This property has no effect on filesystems that have no concept of an executable permission bit, such as FAT32 and NTFS.[17] Also, although it has no defined values, Subversion will force its value to * when setting this property. Finally, this property is valid only on files, not on directories.

End-of-Line Character Sequences

Unless otherwise noted using a versioned file's svn:mime-type property, Subversion assumes the file contains human-readable data. Generally speaking, Subversion uses this knowledge only to determine whether contextual difference reports for that file are possible. Otherwise, to Subversion, bytes are bytes.

This means that by default, Subversion doesn't pay any attention to the type of end-of-line (EOL) markers used in your files. Unfortunately, different operating systems have different conventions about which character sequences represent the end of a line of text in a file. For example, the usual line-ending token used by software on the Windows platform is a pair of ASCII control characters—a carriage return (CR) followed by a line feed (LF). Unix software, however, just uses the LF character to denote the end of a line.

Not all of the various tools on these operating systems understand files that contain line endings in a format that differs from the native line-ending style of the operating system on which they are running. So, typically, Unix programs treat the CR character present in Windows files as a regular character (usually rendered as ^M), and Windows programs combine all of the lines of a Unix file into one giant line because no carriage return-linefeed (or CRLF) character combination was found to denote the ends of the lines.

This sensitivity to foreign EOL markers can be frustrating for folks who share a file across different operating systems. For example, consider a source code file, and developers who edit this file on both Windows and Unix systems. If all the developers always use tools that preserve the line-ending style of the file, no problems occur.

But in practice, many common tools either fail to properly read a file with foreign EOL markers, or convert the file's line endings to the native style when the file is saved. If the former is true for a developer, he has to use an external conversion utility (such as dos2unix or its companion, unix2dos) to prepare the file for editing. The latter case requires no extra preparation. But both cases result in a file that differs from the original quite literally on every line! Prior to committing his changes, the user has two choices. Either he can use a conversion utility to restore the modified file to the same line-ending style that it was in before his edits were made, or he can simply commit the file—new EOL markers and all.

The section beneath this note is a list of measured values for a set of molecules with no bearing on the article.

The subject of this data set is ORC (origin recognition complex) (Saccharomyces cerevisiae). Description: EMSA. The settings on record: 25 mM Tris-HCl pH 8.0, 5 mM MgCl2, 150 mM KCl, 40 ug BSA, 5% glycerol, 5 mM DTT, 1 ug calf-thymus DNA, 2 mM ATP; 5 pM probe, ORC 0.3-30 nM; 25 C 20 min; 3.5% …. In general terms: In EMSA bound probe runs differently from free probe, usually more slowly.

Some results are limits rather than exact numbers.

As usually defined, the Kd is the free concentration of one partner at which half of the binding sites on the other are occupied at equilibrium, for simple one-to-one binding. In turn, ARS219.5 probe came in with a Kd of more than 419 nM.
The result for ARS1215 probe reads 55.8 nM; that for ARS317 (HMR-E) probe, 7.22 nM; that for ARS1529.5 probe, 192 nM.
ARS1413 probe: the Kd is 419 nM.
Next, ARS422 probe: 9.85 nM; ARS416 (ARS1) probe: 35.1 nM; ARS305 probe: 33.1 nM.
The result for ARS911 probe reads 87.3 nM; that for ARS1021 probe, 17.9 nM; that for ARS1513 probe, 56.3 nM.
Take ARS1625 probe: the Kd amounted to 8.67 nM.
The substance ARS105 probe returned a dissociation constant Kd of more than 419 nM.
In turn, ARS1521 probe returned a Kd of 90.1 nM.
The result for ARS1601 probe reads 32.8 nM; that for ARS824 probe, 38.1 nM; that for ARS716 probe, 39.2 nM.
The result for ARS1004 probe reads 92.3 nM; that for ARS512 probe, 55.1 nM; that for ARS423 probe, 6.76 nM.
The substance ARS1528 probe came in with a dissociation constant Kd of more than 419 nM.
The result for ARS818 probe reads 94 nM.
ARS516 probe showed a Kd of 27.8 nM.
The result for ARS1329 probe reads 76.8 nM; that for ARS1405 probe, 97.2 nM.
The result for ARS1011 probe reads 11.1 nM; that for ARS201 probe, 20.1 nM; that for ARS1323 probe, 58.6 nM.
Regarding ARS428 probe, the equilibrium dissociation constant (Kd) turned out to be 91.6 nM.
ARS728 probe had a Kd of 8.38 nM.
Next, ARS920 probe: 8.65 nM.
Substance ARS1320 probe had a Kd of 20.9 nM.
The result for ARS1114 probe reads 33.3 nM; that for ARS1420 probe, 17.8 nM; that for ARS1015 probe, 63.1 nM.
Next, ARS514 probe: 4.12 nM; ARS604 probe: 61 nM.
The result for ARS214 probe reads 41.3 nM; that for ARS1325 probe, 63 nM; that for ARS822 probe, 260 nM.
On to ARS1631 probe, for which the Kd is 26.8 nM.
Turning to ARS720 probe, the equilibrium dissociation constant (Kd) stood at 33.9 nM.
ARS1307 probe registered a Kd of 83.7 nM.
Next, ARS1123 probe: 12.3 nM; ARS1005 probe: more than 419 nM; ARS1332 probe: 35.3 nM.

The result of scenarios like these include wasted time and unnecessary modifications to committed files. Wasted time is painful enough. But when commits change every line in a file, this complicates the job of determining which of those lines were changed in a nontrivial way. Where was that bug really fixed? On what line was a syntax error introduced?

The solution to this problem is the svn:eol-style property. When this property is set to a valid value, Subversion uses it to determine what special processing to perform on the file so that the file's line-ending style isn't flip-flopping with every commit that comes from a different operating system. The valid values are:


This causes the file to contain the EOL markers that are native to the operating system on which Subversion was run. In other words, if a user on a Windows machine checks out a working copy that contains a file with an svn:eol-style property set to native, that file will contain CRLF EOL markers. A Unix user checking out a working copy that contains the same file will see LF EOL markers in his copy of the file.

Note that Subversion will actually store the file in the repository using normalized LF EOL markers regardless of the operating system. This is basically transparent to the user, though.


This causes the file to contain CRLF sequences for EOL markers, regardless of the operating system in use.


This causes the file to contain LF characters for EOL markers, regardless of the operating system in use.


This causes the file to contain CR characters for EOL markers, regardless of the operating system in use. This line-ending style is not very common.

[16] You think that was rough? During that same era, WordPerfect also used .DOC for their proprietary file format's preferred extension!

[17] The Windows filesystems use file extensions (such as .EXE, .BAT, and .COM) to denote executable files.